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How Do I Find Out if My Parent Had a Will?

Benoff Law Firm April 29, 2024

Lawyer meeting with senior couple about willThe passing of a parent is a profound and often overwhelming experience. Amidst the emotional turmoil, the practicalities of handling an estate require proper planning and understanding. The presence or absence of a will can significantly impact this process.  

If you find yourself asking, "How do I find out if my parent had a will?", you're not alone. Many adult children are faced with this question, as they prepare to take on the responsibilities left by their parent's legacy.  

This blog post will guide you through the intricate process of discovering your parent's will, the next steps to take when no will is found, and why preparing your own will is a crucial aspect of sound estate management. 

The Significance of a Will 

A will, also known as a last will and testament, is a legal document that outlines the deceased person's final wishes regarding asset distribution, guardianship of minor children, and other related matters. It is a central piece in the process of estate planning and provides a blueprint for what your parent wanted to happen with their possessions and dependents after their death. 

Different Types of Wills and Their Requirements 

Wills come in various forms, each with its own set of requirements depending on the state laws. Some common types include: 

  • Simple Will: A straightforward document that designates how a person wants their assets to be distributed and to whom. 

  • Joint Wills: Used by spouses to combine their wills and express their shared wishes. They often limit the survivors' ability to change the will after their partner's death.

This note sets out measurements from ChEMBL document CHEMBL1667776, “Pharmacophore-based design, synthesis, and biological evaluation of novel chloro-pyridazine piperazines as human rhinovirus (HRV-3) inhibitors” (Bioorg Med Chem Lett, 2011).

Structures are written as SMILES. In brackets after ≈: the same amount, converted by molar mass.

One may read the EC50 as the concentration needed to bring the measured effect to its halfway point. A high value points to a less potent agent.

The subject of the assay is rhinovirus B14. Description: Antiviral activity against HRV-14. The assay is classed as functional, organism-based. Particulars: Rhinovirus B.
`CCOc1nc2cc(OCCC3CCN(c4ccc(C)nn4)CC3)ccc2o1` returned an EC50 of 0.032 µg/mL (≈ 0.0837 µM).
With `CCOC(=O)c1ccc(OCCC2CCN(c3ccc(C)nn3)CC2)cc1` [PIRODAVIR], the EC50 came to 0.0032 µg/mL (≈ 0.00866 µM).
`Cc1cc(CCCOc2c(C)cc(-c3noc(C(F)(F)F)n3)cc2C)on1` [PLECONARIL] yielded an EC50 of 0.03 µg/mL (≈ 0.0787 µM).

• Living Will: Not necessarily focused on the distribution of assets, a living will is a legal document that outlines a person's preferences regarding their health care and end-of-life medical treatment. 

To be considered legally valid, the will must meet the criteria laid out in the relevant jurisdiction's laws, typically involving signatures from the testator and witnesses. 

Steps to Finding Out if a Parent Had a Will 

Discovering whether your parent left a will involves a clear but potentially multi-step process, outlined below to guide you through this critical aspect of handling their estate. 

Contact the Right Parties 

The first step in determining if your parent had a will is to reach out to the appropriate individuals and institutions. This may include your parent's: 

  • Attorney

  • Financial advisor

  • Executor or estate representative

  • Local probate court

Search Through Personal Documents and Safe Deposit Boxes 

Gathering and examining personal records can be a sensitive yet important process. Look through your parent's papers, files, and correspondences to find a will or any indications of one. If your parent had a safe deposit box, that also serves as a common location to store wills and other important legal documents. 

Utilize Online Will Registries 

With the advancement of technology, online will registries have become increasingly popular as secure repositories for wills. Engaging with these services, when available, can provide electronic access to an official record of your parent's will.